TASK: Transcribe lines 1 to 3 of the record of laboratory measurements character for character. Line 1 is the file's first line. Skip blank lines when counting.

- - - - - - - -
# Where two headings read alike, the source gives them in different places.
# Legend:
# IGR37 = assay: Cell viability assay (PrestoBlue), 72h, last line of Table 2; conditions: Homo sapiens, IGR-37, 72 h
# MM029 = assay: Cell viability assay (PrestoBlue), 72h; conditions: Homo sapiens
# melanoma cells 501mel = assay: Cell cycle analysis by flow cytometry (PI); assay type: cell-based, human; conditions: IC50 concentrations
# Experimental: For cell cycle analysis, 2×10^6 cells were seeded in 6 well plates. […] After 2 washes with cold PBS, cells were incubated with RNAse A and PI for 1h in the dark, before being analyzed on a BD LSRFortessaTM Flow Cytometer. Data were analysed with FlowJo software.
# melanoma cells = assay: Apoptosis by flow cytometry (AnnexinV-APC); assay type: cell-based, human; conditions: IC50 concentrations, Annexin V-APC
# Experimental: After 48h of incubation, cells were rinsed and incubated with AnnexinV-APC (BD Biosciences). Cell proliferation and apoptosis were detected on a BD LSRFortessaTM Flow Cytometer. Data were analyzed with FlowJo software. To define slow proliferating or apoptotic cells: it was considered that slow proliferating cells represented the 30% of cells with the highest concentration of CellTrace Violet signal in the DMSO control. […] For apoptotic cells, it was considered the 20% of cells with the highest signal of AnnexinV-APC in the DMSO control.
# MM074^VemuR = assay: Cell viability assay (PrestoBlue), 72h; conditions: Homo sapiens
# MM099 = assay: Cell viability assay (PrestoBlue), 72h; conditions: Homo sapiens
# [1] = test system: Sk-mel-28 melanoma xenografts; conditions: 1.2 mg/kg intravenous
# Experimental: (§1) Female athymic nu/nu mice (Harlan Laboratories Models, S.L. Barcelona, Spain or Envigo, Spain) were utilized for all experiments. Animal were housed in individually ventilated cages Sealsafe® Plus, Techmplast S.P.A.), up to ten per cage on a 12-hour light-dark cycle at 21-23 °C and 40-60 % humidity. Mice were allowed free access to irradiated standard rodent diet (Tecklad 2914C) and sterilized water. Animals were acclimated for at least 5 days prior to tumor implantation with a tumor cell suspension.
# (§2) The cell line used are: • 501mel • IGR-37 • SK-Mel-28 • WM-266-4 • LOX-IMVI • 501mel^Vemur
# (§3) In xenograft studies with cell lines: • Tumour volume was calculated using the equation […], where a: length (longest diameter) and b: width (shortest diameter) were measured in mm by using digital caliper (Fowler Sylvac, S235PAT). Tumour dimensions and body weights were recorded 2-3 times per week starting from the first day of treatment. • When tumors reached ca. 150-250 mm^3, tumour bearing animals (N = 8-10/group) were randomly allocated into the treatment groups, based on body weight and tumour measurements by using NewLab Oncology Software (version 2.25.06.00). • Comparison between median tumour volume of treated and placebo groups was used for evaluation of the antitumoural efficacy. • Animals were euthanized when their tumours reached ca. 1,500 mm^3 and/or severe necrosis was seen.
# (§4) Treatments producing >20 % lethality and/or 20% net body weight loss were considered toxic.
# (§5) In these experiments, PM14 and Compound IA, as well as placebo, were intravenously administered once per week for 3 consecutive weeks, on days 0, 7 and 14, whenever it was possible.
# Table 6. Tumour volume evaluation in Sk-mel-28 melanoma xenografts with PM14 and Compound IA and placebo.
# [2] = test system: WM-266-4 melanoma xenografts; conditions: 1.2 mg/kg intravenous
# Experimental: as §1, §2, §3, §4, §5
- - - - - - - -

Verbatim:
# Where two headings read alike, the source gives them in different places.
# Legend:
# IGR37 = assay: Cell viability assay (PrestoBlue), 72h, last line of Table 2; conditions: Homo sapiens, IGR-37, 72 h